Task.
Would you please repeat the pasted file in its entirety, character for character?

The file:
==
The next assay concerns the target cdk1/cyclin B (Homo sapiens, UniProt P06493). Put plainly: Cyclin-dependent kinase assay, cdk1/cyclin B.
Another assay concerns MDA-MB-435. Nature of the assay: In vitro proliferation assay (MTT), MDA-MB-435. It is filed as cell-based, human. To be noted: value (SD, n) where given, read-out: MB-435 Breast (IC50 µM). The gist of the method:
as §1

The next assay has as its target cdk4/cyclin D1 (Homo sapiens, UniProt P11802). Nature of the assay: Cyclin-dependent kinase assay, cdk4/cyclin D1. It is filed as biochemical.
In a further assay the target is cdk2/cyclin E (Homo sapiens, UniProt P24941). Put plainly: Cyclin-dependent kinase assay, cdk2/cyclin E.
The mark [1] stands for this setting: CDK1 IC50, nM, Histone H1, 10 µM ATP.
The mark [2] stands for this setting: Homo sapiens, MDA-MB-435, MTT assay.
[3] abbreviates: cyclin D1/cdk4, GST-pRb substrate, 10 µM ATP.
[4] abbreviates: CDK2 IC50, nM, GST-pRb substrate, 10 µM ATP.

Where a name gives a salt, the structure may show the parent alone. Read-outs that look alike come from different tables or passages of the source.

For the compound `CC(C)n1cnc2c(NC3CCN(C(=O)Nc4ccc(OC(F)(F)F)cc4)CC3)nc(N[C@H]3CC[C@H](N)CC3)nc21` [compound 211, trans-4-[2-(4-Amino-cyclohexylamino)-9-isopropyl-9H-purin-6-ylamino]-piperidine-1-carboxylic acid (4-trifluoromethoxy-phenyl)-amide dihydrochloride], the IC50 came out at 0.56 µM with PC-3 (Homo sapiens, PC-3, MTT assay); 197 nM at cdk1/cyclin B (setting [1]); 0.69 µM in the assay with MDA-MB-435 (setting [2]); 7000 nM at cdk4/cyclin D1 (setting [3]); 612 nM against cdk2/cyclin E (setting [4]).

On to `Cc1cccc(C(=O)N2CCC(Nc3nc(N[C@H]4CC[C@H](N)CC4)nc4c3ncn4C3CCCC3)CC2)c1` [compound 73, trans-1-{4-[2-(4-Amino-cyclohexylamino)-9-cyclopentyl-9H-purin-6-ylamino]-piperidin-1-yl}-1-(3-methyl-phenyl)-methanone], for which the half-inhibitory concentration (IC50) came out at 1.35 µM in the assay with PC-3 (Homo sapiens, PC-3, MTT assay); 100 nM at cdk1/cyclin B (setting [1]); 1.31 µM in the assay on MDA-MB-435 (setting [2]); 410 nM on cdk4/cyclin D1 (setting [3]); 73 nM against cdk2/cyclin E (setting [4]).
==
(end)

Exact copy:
The next assay concerns the target cdk1/cyclin B (Homo sapiens, UniProt P06493). Put plainly: Cyclin-dependent kinase assay, cdk1/cyclin B.
Another assay concerns MDA-MB-435. Nature of the assay: In vitro proliferation assay (MTT), MDA-MB-435. It is filed as cell-based, human. To be noted: value (SD, n) where given, read-out: MB-435 Breast (IC50 µM). The gist of the method:
as §1

The next assay has as its target cdk4/cyclin D1 (Homo sapiens, UniProt P11802). Nature of the assay: Cyclin-dependent kinase assay, cdk4/cyclin D1. It is filed as biochemical.
In a further assay the target is cdk2/cyclin E (Homo sapiens, UniProt P24941). Put plainly: Cyclin-dependent kinase assay, cdk2/cyclin E.
The mark [1] stands for this setting: CDK1 IC50, nM, Histone H1, 10 µM ATP.
The mark [2] stands for this setting: Homo sapiens, MDA-MB-435, MTT assay.
[3] abbreviates: cyclin D1/cdk4, GST-pRb substrate, 10 µM ATP.
[4] abbreviates: CDK2 IC50, nM, GST-pRb substrate, 10 µM ATP.

Where a name gives a salt, the structure may show the parent alone. Read-outs that look alike come from different tables or passages of the source.

For the compound `CC(C)n1cnc2c(NC3CCN(C(=O)Nc4ccc(OC(F)(F)F)cc4)CC3)nc(N[C@H]3CC[C@H](N)CC3)nc21` [compound 211, trans-4-[2-(4-Amino-cyclohexylamino)-9-isopropyl-9H-purin-6-ylamino]-piperidine-1-carboxylic acid (4-trifluoromethoxy-phenyl)-amide dihydrochloride], the IC50 came out at 0.56 µM with PC-3 (Homo sapiens, PC-3, MTT assay); 197 nM at cdk1/cyclin B (setting [1]); 0.69 µM in the assay with MDA-MB-435 (setting [2]); 7000 nM at cdk4/cyclin D1 (setting [3]); 612 nM against cdk2/cyclin E (setting [4]).

On to `Cc1cccc(C(=O)N2CCC(Nc3nc(N[C@H]4CC[C@H](N)CC4)nc4c3ncn4C3CCCC3)CC2)c1` [compound 73, trans-1-{4-[2-(4-Amino-cyclohexylamino)-9-cyclopentyl-9H-purin-6-ylamino]-piperidin-1-yl}-1-(3-methyl-phenyl)-methanone], for which the half-inhibitory concentration (IC50) came out at 1.35 µM in the assay with PC-3 (Homo sapiens, PC-3, MTT assay); 100 nM at cdk1/cyclin B (setting [1]); 1.31 µM in the assay on MDA-MB-435 (setting [2]); 410 nM on cdk4/cyclin D1 (setting [3]); 73 nM against cdk2/cyclin E (setting [4]).